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Tips for Packing Preschool Lunches
Ah, the struggle of mealtime. I have three lovely children, one of whom eats lunch at school, thankfully. Two are ravenous eaters; one is a tiny New York Times food critic. So, I’m two for three. Packing the picky eater’s lunchbox has always been a challenge along with the added surprise of finding the rogue banana you so lovingly packed is now best friends with the bottom of the kid’s new backpack. As every new school year approaches, I introduce new foods into the lunchbox. Some are eaten, some return looking forlorn. But, that doesn’t get me down. I will try, try again! Here are some tips to packing your preschooler’s lunchbox.
Break it down
Make a list using categories of your child’s favorite foods, and what you know they will eat. List by carbs, protein, fruit, vegetable, and snacks. A master list will help you to grocery shop. Then switch up the combinations. A sample lunch for my little guy would be half of a turkey and cheese sandwich on wheat bread, 4 apple slices, 4 cucumber slices, and a handful of pretzels.
|Wheat Bread||Turkey and cheese||Apple||Cucumber slices||Pretzels|
|Pita Bread||Hummus||Orange slices||Red pepper slices||Crackers|
|Mini bagel||Peanut Butter||Banana||Carrot sticks||Mini rice cakes|
|Macaroni||Toddler bar||Strawberries||Celery sticks||Mini muffins|
|Tortilla/Wrap||Shredded chicken||Melon||Avocado dip||Fruit leather|
Make use of ready to eat foods like toddler bars, or freeze dried yogurt and fruit snacks. Happy Family has an extensive line of organic products that are super easy to grab and pack. Non-perishable items like their Nutrition Shake can be used in place of snacks for super picky eaters.
Sometimes the illusion of fun is just enough to entice a preschooler at mealtime. I’ve seen online pictures where parents spend hours carving and molding the food into tiny works of art. I don’t have time for that (although I would like to eat a tiny replica of my favorite cartoon character, Pepe Le Pew). I do, however, have a clever trick that works. Plastic cookie cutters. You can find these online or at big chain stores for about $10 for 100 shapes. Even the dollar store has the basic square and star shapes. I like the bigger sized ones so you don’t waste a lot of the sandwich when you press out the shape. Even cutting the food into strips, squares or triangles works for kids this age. Let your inner artist shine!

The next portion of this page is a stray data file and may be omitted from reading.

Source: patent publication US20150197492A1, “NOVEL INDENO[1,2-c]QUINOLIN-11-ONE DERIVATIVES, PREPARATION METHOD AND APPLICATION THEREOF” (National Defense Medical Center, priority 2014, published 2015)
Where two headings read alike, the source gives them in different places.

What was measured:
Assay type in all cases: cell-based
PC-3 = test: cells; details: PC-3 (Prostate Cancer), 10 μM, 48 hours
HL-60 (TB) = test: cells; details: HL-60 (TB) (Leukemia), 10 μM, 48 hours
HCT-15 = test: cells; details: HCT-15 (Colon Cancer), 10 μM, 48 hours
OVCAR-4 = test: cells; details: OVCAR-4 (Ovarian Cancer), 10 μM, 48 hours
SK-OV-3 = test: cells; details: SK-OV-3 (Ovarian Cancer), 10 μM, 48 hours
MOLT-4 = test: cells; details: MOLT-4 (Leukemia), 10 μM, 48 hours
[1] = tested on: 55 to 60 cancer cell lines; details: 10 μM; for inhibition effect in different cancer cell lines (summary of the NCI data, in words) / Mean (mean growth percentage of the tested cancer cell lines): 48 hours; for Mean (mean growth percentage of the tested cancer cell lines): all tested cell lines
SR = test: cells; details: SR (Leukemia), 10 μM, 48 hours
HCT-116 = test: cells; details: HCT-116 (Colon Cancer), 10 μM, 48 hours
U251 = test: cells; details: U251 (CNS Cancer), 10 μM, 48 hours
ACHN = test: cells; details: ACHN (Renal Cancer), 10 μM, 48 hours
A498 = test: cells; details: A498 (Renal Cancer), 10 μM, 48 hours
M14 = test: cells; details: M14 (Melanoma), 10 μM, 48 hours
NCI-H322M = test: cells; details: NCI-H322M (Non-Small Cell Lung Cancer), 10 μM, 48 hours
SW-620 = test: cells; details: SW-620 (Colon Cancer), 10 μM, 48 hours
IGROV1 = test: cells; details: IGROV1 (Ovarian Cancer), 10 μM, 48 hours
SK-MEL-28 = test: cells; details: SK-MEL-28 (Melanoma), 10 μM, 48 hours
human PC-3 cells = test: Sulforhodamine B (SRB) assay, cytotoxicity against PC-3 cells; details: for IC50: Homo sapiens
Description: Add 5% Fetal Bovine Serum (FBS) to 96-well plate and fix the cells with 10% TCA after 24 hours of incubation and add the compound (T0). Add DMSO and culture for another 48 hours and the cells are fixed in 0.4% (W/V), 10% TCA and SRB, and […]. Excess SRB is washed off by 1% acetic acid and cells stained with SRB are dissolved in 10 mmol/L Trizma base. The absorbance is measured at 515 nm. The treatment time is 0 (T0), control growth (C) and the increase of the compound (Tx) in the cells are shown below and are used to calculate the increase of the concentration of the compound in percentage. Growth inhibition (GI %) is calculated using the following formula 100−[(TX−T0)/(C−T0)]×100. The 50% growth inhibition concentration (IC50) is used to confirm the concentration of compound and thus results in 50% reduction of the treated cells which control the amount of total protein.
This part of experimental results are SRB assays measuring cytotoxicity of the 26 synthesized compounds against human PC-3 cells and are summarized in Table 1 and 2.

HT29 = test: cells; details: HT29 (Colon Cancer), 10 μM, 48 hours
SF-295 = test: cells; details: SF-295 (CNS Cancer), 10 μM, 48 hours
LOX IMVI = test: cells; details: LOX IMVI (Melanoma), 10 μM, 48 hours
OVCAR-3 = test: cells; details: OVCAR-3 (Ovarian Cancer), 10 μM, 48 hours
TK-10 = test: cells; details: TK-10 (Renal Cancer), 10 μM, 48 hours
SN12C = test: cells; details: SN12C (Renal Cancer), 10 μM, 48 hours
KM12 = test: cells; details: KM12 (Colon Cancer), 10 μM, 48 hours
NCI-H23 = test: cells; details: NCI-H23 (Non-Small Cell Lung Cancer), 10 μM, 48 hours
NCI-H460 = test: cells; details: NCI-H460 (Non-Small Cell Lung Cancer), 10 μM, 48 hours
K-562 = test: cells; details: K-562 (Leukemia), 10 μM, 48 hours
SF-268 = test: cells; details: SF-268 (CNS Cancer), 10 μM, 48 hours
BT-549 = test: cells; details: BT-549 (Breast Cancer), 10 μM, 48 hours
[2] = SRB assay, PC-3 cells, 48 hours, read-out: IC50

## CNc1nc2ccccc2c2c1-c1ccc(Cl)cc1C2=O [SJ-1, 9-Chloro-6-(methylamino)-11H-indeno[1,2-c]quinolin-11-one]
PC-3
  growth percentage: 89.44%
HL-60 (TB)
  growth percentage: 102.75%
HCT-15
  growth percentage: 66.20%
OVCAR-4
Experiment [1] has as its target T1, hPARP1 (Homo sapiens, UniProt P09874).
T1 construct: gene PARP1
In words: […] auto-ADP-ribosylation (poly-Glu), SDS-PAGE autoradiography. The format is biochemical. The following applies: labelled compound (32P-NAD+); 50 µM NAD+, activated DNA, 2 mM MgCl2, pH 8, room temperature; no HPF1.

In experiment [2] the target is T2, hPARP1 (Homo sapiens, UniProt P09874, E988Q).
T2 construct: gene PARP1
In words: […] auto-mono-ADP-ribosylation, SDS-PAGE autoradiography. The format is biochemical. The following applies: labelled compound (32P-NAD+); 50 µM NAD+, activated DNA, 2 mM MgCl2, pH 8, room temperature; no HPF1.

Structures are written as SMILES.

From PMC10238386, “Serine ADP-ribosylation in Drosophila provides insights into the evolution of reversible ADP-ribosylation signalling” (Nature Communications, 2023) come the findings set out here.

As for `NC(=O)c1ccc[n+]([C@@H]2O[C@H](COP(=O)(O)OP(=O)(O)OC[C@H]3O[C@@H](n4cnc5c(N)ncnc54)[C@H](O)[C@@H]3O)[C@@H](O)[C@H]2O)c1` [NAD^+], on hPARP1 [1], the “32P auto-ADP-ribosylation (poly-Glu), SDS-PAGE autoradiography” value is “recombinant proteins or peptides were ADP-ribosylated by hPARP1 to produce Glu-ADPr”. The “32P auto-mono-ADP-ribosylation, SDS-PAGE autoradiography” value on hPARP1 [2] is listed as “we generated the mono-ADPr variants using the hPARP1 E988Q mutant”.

Help your kids draw pictures of their lunch choices in categories, like fruit, veggies, sandwiches, etc. You can even cut pictures out of magazines or print a few. Every night, have them choose what the lunch for the next day will be and use magnets to hang on the fridge. Of course, only let them choose from the food you have on hand. Make a little menu page that they can decorate. Getting kids involved in the choices makes them more inclined to eat what they are given. My oldest has his own snack shelf in the house where all of the snacks are portioned out in bags. He knows he can take one after school time, and one goes into his lunchbox as the snack.
Since we are working with little ones who are beginning to recognize letters, words, and shapes, make the most fun of it. If you are packing apple slices, take a scrap of paper or a Post-it and draw a silly apple or a big letter “A” in red. It doesn’t have to be fancy or detailed — hey, my oranges always look like hippos — but kids will look forward to finding your funny drawings. Use brightly colored cupcake liners or Tupperware to store the snacks. I’d love to eat my blueberries out of a Rainbow Brite container!
I always make sure that the food is cut into bite-sized, manageable pieces and that anything with a wrapper is unwrapped. For instance, cereal bars or mini rice cakes are unwrapped and cut up so it’s easy to pick up and eat. I think of the poor teacher helping a sea of kids set their pretzels free, so I make sure to unwrap snacks. Also, I don’t pack anything too messy that can spill. We save the chili and spaghetti for dinner time (lucky me!) Finger foods seem to work the best — freeze dried yogurt bites like those from Happy Family Organic are the perfect size.
I love to bake and am usually making a banana or zucchini bread. If you are stuck for a snack, homemade cornbread or blueberry muffins work well. You can either cut them into smaller pieces or use a mini cupcake tin to bake them in the smaller size. This is a good snack because you are controlling the ingredients and limiting the sugar. Sneaking in some fruit and vegetable purees into the baking is one way to sneak that in for a hesitant eater.
In a pinch and when grocery day is far away, use any leftover dinner you may have in the lunch box, as long as it isn’t too sloppy. Leftover chicken strips in a wrap with lettuce can be a wonderful lunch. Sloppy Joes, not so much.
Take heart that we only have a handful of years to go until our kids can pack their own lunches, and their Teenage Mutant Ninja Turtles and Monster High lunch boxes will be a thing of the past. Introducing healthy foods with consistency will hopefully help my kids to become healthful and adventurous eaters. Here’s to hoping, especially for the tiny food critics out there!
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Daniele Parris is a work from home mom to an upbeat seven year old boy and one year old boy-girl twins. Check out her online shop at http://www.cafepress.com/littlebambinos that specializes in fun clothing for twins and multiples.